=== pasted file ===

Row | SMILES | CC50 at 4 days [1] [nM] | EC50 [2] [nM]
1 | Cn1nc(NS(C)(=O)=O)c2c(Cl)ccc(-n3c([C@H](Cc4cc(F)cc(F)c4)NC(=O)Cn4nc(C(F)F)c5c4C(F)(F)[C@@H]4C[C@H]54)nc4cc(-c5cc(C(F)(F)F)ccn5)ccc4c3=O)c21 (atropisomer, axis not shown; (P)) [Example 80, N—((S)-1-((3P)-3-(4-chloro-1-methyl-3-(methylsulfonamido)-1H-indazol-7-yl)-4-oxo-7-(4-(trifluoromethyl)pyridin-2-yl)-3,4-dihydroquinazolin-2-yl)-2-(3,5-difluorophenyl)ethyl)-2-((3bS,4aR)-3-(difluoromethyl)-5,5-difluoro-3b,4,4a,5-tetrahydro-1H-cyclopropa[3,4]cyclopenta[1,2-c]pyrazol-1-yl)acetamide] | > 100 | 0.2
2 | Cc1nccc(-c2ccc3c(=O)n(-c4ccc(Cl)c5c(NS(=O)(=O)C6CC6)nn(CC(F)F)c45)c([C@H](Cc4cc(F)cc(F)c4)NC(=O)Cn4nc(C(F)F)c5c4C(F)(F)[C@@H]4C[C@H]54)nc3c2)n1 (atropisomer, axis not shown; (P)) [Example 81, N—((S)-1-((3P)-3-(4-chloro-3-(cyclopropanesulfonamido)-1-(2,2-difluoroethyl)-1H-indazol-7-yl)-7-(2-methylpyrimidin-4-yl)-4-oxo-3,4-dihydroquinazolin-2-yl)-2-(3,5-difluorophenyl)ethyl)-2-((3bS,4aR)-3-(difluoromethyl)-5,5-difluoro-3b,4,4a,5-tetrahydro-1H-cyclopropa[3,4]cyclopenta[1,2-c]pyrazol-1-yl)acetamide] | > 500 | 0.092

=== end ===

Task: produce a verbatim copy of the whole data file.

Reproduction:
Row | SMILES | CC50 at 4 days [1] [nM] | EC50 [2] [nM]
1 | Cn1nc(NS(C)(=O)=O)c2c(Cl)ccc(-n3c([C@H](Cc4cc(F)cc(F)c4)NC(=O)Cn4nc(C(F)F)c5c4C(F)(F)[C@@H]4C[C@H]54)nc4cc(-c5cc(C(F)(F)F)ccn5)ccc4c3=O)c21 (atropisomer, axis not shown; (P)) [Example 80, N—((S)-1-((3P)-3-(4-chloro-1-methyl-3-(methylsulfonamido)-1H-indazol-7-yl)-4-oxo-7-(4-(trifluoromethyl)pyridin-2-yl)-3,4-dihydroquinazolin-2-yl)-2-(3,5-difluorophenyl)ethyl)-2-((3bS,4aR)-3-(difluoromethyl)-5,5-difluoro-3b,4,4a,5-tetrahydro-1H-cyclopropa[3,4]cyclopenta[1,2-c]pyrazol-1-yl)acetamide] | > 100 | 0.2
2 | Cc1nccc(-c2ccc3c(=O)n(-c4ccc(Cl)c5c(NS(=O)(=O)C6CC6)nn(CC(F)F)c45)c([C@H](Cc4cc(F)cc(F)c4)NC(=O)Cn4nc(C(F)F)c5c4C(F)(F)[C@@H]4C[C@H]54)nc3c2)n1 (atropisomer, axis not shown; (P)) [Example 81, N—((S)-1-((3P)-3-(4-chloro-3-(cyclopropanesulfonamido)-1-(2,2-difluoroethyl)-1H-indazol-7-yl)-7-(2-methylpyrimidin-4-yl)-4-oxo-3,4-dihydroquinazolin-2-yl)-2-(3,5-difluorophenyl)ethyl)-2-((3bS,4aR)-3-(difluoromethyl)-5,5-difluoro-3b,4,4a,5-tetrahydro-1H-cyclopropa[3,4]cyclopenta[1,2-c]pyrazol-1-yl)acetamide] | > 500 | 0.092